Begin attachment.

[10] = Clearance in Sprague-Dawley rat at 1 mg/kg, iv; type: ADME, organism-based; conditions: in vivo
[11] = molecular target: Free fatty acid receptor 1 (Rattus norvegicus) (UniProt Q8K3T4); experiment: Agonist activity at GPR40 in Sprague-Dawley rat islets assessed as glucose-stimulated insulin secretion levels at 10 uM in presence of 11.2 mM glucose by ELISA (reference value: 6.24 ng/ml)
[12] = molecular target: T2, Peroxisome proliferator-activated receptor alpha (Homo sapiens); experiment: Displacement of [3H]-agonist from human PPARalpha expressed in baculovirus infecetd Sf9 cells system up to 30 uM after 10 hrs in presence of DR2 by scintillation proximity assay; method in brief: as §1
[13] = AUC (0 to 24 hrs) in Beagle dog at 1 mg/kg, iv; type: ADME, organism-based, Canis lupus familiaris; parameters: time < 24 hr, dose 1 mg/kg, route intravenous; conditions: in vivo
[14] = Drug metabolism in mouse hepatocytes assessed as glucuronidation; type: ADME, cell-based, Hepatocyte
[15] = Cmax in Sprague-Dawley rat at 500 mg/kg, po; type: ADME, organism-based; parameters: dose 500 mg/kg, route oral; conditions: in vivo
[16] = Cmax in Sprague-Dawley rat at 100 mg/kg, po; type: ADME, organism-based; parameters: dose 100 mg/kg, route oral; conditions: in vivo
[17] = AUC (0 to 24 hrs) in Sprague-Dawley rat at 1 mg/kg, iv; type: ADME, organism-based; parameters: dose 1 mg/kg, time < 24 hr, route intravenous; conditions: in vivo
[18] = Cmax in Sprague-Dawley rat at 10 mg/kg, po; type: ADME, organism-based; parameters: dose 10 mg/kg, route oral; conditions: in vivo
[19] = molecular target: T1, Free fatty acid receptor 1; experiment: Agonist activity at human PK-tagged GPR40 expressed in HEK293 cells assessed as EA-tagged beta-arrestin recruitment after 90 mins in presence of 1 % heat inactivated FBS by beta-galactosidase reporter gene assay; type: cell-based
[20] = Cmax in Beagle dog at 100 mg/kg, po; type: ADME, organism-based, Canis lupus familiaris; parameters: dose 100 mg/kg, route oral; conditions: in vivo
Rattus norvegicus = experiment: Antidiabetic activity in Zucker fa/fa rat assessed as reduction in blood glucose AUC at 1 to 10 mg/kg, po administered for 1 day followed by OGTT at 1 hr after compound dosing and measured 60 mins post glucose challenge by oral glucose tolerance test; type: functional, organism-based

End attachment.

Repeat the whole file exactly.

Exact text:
[10] = Clearance in Sprague-Dawley rat at 1 mg/kg, iv; type: ADME, organism-based; conditions: in vivo
[11] = molecular target: Free fatty acid receptor 1 (Rattus norvegicus) (UniProt Q8K3T4); experiment: Agonist activity at GPR40 in Sprague-Dawley rat islets assessed as glucose-stimulated insulin secretion levels at 10 uM in presence of 11.2 mM glucose by ELISA (reference value: 6.24 ng/ml)
[12] = molecular target: T2, Peroxisome proliferator-activated receptor alpha (Homo sapiens); experiment: Displacement of [3H]-agonist from human PPARalpha expressed in baculovirus infecetd Sf9 cells system up to 30 uM after 10 hrs in presence of DR2 by scintillation proximity assay; method in brief: as §1
[13] = AUC (0 to 24 hrs) in Beagle dog at 1 mg/kg, iv; type: ADME, organism-based, Canis lupus familiaris; parameters: time < 24 hr, dose 1 mg/kg, route intravenous; conditions: in vivo
[14] = Drug metabolism in mouse hepatocytes assessed as glucuronidation; type: ADME, cell-based, Hepatocyte
[15] = Cmax in Sprague-Dawley rat at 500 mg/kg, po; type: ADME, organism-based; parameters: dose 500 mg/kg, route oral; conditions: in vivo
[16] = Cmax in Sprague-Dawley rat at 100 mg/kg, po; type: ADME, organism-based; parameters: dose 100 mg/kg, route oral; conditions: in vivo
[17] = AUC (0 to 24 hrs) in Sprague-Dawley rat at 1 mg/kg, iv; type: ADME, organism-based; parameters: dose 1 mg/kg, time < 24 hr, route intravenous; conditions: in vivo
[18] = Cmax in Sprague-Dawley rat at 10 mg/kg, po; type: ADME, organism-based; parameters: dose 10 mg/kg, route oral; conditions: in vivo
[19] = molecular target: T1, Free fatty acid receptor 1; experiment: Agonist activity at human PK-tagged GPR40 expressed in HEK293 cells assessed as EA-tagged beta-arrestin recruitment after 90 mins in presence of 1 % heat inactivated FBS by beta-galactosidase reporter gene assay; type: cell-based
[20] = Cmax in Beagle dog at 100 mg/kg, po; type: ADME, organism-based, Canis lupus familiaris; parameters: dose 100 mg/kg, route oral; conditions: in vivo
Rattus norvegicus = experiment: Antidiabetic activity in Zucker fa/fa rat assessed as reduction in blood glucose AUC at 1 to 10 mg/kg, po administered for 1 day followed by OGTT at 1 hr after compound dosing and measured 60 mins post glucose challenge by oral glucose tolerance test; type: functional, organism-based